Patricia Wrightson facts for kids
Quick facts for kids
Photograph of Patricia Wrightson, née Alice Patricia Furlonger
|Born||Alice Patricia Furlonger
19 July 1921
Lismore, New South Wales, Australia
|Died||15 March 2010
Lismore, New South Wales, Australia
|Pen name||Patricia Wrightson|
|Genre||Children's literature, folklore, magic realism|
|Notable awards||Hans Christian Andersen Award for Writing
Order of the British Empire
Patricia Wrightson OBE (19 June 1921 – 15 March 2010) was an Australian writer of several highly regarded and influential children's books. Her reputation came to rest largely on her magic realist titles. Her books, including the widely praised The Nargun and the Stars (1973), were among the first Australian books for children to draw on Australian Aboriginal mythology. Her 27 books have been published in 16 languages.
For her "lasting contribution" as a children's writer, she received the biennial Hans Christian Andersen Medal in 1986.
She was born on 19 June 1921 in Lismore, New South Wales. She was educated through the State Correspondence School for Isolated Children and St Catherine's College.
During World War II, she worked in a munitions factory in Sydney. After her marriage in 1943, she worked as secretary and administrator at Bonalbo District Hospital, from 1946 to 1960, and Sydney District Nursing Association, from 1960 to 1964. She served as Assistant Editor and later editor of the School Magazine, in Sydney, from 1964 to 1970, a literary publication for children.
She wrote 27 books during her lifetime and entwined Australian Aboriginal mythology into her writing. As her writing developed, Wrightson's work revealed two key characteristics: her use of Aboriginal folklore, with its rich fantasy and mystery, and her understanding of the importance of the land. Author, editor and academic Mark MacLeod wrote that "Wrightson thought that it might be possible to reconcile Indigenous and non-Indigenous Australian cultures and create a new kind of pan-Australian narrative, in which the human characters from both cultures were strongly aware of and influenced by the metaphysical world that Indigenous Australians had known for 60 000 years." As a non-indigenous person, Wrightson's use of Aboriginal myths and legends in her fiction was questioned by other writers.
She died of "natural causes" on 15 March 2010, a few days after entering a New South Wales hospital.
- The biennial Hans Christian Andersen Award conferred by the International Board on Books for Young People is the highest career recognition available to a writer or illustrator of children's books. Wrightson was a runner-up for the writing award in 1984 and won it in 1986. The illustration winner that year was Robert Ingpen, who had collaborated with Wrightson on The Nargun and the Stars (1973), her fantasy novel based on Aboriginal mythology. They remain the only Australians among more than 60 Andersen Medal recipients.
- Wrightson was made an officer of the Order of the British Empire in 1977 and she won the Australian Dromkeen Medal in 1984, also for her cumulative service to children's literature.
- Many of her books made the shortlist for the annual Australian Children's Book of the Year Award, which she won four times: in 1956 for her debut novel The Crooked Snake, in 1974 for The Nargun and The Stars, in 1978 for The Ice is Coming and in 1984 for A Little Fear.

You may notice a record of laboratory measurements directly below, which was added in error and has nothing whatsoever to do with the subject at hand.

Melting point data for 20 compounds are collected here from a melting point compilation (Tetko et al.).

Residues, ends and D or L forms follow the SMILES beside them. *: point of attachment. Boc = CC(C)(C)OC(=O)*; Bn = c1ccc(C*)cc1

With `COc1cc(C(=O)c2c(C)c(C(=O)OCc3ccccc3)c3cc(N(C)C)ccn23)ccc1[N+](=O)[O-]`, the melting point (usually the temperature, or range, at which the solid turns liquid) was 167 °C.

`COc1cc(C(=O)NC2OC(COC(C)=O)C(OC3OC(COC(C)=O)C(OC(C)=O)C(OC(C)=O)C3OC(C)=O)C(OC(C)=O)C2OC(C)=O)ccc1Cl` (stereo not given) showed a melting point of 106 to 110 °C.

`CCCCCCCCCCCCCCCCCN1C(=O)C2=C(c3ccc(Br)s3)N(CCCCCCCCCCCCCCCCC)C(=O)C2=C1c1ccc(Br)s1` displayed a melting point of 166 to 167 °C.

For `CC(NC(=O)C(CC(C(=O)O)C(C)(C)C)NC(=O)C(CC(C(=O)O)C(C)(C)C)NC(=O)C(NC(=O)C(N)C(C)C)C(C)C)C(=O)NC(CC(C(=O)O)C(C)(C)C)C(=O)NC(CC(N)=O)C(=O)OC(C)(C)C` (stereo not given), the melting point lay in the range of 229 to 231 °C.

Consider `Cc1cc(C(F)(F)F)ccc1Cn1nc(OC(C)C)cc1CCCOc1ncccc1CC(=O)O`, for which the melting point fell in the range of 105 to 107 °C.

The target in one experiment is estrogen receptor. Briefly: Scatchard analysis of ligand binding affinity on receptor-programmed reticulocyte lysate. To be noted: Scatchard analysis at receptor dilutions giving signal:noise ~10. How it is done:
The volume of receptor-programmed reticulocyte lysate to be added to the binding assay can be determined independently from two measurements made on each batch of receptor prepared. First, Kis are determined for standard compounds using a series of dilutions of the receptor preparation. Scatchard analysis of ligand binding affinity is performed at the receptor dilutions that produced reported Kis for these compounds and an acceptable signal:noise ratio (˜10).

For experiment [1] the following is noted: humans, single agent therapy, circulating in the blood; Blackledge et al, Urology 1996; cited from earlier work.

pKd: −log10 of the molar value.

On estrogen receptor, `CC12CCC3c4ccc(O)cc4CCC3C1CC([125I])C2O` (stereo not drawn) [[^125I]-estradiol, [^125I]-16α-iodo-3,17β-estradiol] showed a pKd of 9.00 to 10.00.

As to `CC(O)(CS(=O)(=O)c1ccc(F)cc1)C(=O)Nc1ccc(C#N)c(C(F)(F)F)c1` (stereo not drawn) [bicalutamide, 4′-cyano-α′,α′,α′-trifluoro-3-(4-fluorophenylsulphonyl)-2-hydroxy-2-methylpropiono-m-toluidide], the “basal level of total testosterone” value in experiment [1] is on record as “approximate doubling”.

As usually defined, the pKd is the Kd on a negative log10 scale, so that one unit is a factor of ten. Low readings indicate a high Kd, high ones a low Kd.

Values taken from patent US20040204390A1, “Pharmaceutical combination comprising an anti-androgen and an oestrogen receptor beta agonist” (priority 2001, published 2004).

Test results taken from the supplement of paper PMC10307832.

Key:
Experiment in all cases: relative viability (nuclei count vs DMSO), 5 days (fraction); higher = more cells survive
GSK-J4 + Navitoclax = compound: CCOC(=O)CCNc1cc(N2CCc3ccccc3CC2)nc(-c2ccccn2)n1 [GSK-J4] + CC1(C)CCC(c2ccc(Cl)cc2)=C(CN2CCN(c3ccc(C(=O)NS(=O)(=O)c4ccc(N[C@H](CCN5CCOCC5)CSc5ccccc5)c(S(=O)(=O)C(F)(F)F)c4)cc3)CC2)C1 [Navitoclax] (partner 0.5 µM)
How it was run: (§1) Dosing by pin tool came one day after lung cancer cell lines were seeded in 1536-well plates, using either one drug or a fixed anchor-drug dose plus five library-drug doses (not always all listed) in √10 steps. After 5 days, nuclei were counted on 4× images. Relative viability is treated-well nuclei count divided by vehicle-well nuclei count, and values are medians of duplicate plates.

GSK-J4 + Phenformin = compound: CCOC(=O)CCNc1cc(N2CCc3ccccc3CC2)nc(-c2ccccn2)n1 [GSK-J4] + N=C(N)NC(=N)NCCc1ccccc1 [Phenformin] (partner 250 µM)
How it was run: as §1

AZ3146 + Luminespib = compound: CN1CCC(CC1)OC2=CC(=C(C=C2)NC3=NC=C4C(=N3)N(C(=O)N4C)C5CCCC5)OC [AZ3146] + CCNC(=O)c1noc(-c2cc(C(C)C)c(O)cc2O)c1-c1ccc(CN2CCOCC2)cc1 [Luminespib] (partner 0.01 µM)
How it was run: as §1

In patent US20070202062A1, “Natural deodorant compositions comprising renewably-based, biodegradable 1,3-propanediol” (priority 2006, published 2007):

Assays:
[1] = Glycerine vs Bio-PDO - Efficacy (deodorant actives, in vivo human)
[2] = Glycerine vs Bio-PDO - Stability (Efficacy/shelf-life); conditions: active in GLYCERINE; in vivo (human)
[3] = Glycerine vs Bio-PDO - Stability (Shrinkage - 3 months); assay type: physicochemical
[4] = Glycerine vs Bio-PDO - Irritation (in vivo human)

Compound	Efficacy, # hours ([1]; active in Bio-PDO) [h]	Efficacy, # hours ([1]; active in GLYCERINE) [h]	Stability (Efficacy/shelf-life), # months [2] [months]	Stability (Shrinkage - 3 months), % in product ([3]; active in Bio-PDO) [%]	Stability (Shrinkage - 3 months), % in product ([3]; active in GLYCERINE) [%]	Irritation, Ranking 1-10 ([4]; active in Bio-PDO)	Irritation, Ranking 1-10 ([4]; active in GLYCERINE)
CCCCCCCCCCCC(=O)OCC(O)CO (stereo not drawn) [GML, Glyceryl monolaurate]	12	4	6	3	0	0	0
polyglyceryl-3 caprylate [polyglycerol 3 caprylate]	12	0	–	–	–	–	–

- Wrightson won the Ditmar Award from the annual Australian National Science Fiction Convention in 1982 for Behind the Wind, as the year's Best Long Australian Science Fiction or Fantasy.
- The Children's Literature section of the New South Wales Premier's Literary Awards began as a single award in 1979, but was redefined in 1999 to create the Patricia Wrightson Prize (for writing for a primary school audience) named in her honour, and the Ethel Turner Prize (for a secondary school audience).
- Patricia Wrightson was awarded an Honorary Doctor of Letters by Southern Cross University in September, 2004.
- The Crooked Snake (1955). Winner CBCA Book of the Year: Older Readers 1956.
- The Bunyip Hole (1958). Commended CBCA Book of the Year 1959.
- The Rocks of Honey (1960)
- The Feather Star (1962). Commended CBCA Book of the Year 1963.
- Down to Earth (1965)
- A Racecourse for Andy (1968)
- I Own the Racecourse! (1968). Highly commended CBCA Book of the Year 1969.
- Beneath the Sun: an Australian collection for children (1972)
- An Older Kind of Magic (1972). Highly commended CBA Book of the Year 1973.
- The Nargun and the Stars (1973). Winner CBCA Book of the Year: Older Readers 1974.
- Emu Stew: an illustrated collection of stories and poems for children (1976)
- The Human Experience of Fantasy (1978)
- Night Outside (1979)
- Journey Behind the Wind (1981)
- A Little Fear (1983). Winner CBCA Book of the Year: Older Readers 1984.
- The Haunted Rivers (1983)
- Moon-Dark (1987)
- The Song of Wirrun (1987)
- The Ice Is Coming (1977). Winner CBCA Book of the Year: Older Readers 1978.
- The Dark Bright Water (1978)
- Behind the Wind aka Journey Behind the Wind (1981) Highly commended CBCA Book of the Year 1982.
- Balyet (1989). Shortlist CBCA Book of the Year: Older Readers 1990.
- The Old, Old Ngarang (1989)
- The Sugar-Gum Tree (1991). Shortlist CBCA Book of the Year: Younger Readers 1992.
- Shadows of Time (1994)
- Rattler's Place (1997). Honour Book CBCA Book of the Year: Younger Readers 1998 (in Aussie Bites series)
- The Water Dragons (in Aussie Bites series)
Patricia Wrightson Facts for Kids. Kiddle Encyclopedia.